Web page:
Matthew was writing to a Hebrew audience and one of the purposes of his Gospel was to show from Jesus' genealogy and fulfillment of Old Testament Prophecies that Jesus was the long-expected and promised Messiah, and thus should be believed on. Matthew's emphasis is upon Jesus as the Messiah or promised King, the "Son of David" who would forever sit upon the throne of Israel.
Mark, a cousin of Barnabas (Colossians 4:10), was an eyewitness to the events in the life of Christ as well as being a friend of the Apostle Peter. Mark wrote for a Gentile audience as is brought out by his not including things important to Jewish readers (genealogies, Christ's controversies with Jewish leaders of His day, frequent references to the Old Testament, etc.). Mark emphasizes Christ as the suffering Servant, the One who came not to be served but to serve and give His life a ransom for many (Mark 10:45).
Luke, the "beloved physician" (Colossians 4:14), evangelist, and companion of the Apostle Paul, wrote both the Gospel of Luke and the Acts of the Apostles. Luke is the only Gentile author of any of the New Testament. He has long been accepted as diligent and master historian by those who have used his writings in geological and historical studies. As a historian, he states that it is his intent to write down an orderly account of the life of Christ based on the reports of those who were eyewitnesses (Luke 1:1-4). Because he specifically wrote for the benefit of Theophilus, apparently a Gentile of some stature, his gospel was composed with a Gentile audience in mind, and his intent is to show that a Christian's faith is based upon historically reliable and verifiable events. Luke often refers to Christ as the "Son of Man," emphasizing His humanity and shares much detail that is not contained in the other Gospel accounts.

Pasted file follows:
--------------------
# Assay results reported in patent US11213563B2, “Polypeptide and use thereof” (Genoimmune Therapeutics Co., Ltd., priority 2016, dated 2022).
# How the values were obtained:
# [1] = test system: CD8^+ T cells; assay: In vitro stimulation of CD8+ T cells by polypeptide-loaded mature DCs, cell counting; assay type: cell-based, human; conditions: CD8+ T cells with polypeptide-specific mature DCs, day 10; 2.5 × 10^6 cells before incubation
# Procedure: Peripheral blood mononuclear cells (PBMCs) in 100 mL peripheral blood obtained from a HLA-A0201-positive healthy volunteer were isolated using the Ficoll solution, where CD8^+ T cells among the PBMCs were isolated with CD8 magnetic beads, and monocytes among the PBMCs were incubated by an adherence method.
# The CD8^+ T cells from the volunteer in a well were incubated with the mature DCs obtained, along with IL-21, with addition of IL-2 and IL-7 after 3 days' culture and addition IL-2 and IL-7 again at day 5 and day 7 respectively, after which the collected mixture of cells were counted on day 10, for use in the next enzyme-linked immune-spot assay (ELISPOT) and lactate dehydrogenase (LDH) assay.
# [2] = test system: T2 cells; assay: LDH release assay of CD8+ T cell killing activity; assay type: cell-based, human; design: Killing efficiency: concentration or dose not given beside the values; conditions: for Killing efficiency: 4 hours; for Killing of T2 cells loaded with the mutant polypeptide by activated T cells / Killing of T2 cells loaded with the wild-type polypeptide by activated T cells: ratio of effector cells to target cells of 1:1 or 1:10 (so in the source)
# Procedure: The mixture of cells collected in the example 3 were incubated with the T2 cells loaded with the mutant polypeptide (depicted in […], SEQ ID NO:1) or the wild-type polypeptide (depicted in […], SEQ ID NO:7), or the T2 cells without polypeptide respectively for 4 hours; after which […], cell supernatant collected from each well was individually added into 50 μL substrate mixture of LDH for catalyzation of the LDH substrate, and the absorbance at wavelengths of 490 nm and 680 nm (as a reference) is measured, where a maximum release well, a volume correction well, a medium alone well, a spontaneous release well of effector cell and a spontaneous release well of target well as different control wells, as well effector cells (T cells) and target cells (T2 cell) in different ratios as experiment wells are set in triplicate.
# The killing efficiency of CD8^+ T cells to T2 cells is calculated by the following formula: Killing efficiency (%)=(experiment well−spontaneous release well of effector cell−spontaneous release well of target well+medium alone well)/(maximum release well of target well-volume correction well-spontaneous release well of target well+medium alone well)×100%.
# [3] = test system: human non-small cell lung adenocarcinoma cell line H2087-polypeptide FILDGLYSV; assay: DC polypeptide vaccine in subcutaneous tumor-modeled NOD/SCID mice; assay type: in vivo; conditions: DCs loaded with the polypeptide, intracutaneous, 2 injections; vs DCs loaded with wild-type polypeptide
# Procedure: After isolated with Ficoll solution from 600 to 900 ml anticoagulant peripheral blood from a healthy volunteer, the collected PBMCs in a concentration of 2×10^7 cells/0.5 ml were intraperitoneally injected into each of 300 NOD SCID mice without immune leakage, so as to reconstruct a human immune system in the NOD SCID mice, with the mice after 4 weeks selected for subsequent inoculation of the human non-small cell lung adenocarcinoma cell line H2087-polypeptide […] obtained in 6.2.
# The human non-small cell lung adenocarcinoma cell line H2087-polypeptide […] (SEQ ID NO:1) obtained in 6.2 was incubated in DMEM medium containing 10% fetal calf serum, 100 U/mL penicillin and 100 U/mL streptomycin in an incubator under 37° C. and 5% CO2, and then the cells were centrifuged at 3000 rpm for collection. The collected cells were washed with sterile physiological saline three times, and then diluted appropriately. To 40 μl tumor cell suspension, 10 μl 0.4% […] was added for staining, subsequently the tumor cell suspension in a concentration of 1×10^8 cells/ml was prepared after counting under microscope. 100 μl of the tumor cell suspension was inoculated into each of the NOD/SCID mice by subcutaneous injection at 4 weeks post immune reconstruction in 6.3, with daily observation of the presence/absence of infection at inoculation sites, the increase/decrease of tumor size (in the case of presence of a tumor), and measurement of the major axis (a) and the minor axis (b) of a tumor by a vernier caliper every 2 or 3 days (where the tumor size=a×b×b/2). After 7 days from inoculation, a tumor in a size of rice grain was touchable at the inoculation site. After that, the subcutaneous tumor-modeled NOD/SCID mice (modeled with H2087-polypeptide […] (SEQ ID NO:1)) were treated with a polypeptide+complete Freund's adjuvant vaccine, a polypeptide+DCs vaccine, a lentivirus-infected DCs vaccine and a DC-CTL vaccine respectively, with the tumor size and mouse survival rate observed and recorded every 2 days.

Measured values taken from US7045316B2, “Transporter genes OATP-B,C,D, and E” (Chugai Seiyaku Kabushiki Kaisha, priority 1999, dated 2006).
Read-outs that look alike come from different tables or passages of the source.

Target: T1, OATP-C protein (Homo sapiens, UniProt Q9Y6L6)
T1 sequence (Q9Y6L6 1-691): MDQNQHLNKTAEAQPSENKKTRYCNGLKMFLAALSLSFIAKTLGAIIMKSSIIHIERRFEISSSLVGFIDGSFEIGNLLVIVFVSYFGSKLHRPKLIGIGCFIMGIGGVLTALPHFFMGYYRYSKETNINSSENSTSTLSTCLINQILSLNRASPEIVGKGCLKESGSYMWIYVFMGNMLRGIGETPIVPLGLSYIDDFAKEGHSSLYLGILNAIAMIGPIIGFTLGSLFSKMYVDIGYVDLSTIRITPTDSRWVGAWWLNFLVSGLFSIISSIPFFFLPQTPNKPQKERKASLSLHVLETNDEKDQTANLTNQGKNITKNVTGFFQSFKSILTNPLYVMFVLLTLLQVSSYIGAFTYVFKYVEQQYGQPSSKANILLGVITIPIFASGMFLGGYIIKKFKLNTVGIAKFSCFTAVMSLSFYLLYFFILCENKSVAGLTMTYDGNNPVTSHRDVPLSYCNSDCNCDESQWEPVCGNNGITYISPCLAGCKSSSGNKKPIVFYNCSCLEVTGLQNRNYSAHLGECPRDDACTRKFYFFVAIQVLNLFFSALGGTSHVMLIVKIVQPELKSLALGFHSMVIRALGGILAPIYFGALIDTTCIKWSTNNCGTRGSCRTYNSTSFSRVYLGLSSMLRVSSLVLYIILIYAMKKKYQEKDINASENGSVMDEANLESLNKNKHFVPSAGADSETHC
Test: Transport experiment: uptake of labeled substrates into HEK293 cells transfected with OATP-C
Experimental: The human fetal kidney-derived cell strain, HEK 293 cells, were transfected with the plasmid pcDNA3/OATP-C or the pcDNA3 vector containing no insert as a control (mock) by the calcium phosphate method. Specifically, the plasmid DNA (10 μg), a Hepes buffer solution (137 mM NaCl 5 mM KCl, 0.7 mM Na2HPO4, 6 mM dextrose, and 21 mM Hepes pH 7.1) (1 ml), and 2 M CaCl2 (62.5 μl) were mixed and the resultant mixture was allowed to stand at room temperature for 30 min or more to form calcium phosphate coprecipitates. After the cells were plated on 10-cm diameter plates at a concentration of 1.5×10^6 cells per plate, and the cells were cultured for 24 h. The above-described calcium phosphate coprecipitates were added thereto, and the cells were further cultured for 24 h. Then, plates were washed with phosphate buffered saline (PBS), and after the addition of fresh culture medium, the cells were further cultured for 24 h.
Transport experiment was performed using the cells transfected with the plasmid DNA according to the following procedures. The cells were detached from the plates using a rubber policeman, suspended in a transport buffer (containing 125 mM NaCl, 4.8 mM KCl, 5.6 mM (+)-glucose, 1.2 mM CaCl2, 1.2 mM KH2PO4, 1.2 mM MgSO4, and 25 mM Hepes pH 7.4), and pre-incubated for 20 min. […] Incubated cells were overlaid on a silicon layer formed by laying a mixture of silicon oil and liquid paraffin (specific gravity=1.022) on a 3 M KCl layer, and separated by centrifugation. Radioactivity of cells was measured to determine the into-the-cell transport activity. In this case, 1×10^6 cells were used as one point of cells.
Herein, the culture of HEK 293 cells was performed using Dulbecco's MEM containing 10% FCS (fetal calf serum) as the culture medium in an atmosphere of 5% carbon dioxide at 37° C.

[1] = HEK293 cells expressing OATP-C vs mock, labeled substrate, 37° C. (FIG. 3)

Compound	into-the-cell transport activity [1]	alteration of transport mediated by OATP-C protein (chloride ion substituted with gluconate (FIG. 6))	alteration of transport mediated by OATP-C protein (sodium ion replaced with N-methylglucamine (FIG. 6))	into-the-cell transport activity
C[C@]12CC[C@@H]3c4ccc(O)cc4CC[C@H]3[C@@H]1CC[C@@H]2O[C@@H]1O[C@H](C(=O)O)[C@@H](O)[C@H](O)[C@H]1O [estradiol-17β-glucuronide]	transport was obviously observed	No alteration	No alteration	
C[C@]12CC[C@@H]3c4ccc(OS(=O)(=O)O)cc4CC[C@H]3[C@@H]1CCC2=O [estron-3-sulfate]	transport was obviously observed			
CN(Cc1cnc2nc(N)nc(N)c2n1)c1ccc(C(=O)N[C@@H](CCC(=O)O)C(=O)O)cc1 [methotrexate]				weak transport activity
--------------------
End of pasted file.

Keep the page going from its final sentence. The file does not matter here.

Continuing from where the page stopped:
The Gospel of John, written by John the Apostle, is distinct from the other three gospels and contains much theological content in regards to the person of Christ and the meaning of faith. Matthew, Mark, and Luke are often referred to as the "Synoptic Gospels" because of their similar styles and content. The Gospel of John begins not with Jesus' birth or earthly ministry but with the activity and characteristics of the Son of God before His becoming man (John 1:14). The Gospel of John emphasizes the Deity of Christ as is seen in his use of such phrases as "the Word was God" (John 1:1), "the Savior of the World" (4:42), the "Son of God" (used repeatedly), "Lord and...God" (John 20:28 ) in describing Jesus. In John's Gospel, Jesus also affirms His Deity with several "I Am" statements, most notable among them is John 8:58, in which He states that "...before Abraham was, I Am" (compare to Exodus 3:13-14). But John also emphasizes the fact of Jesus' humanity, desiring to show the error of a religious sect of his day, the Gnostics, who did not believe in the humanity of Christ. John's spells out his overall purpose for writing towards the end of his gospel: "And truly Jesus did many other signs in the presence of His disciples, which are not written in this book; but these are written that you may believe that Jesus is the Christ, the Son of God, and that believing you may have life in His name" (John 20:30-31)(NKJV).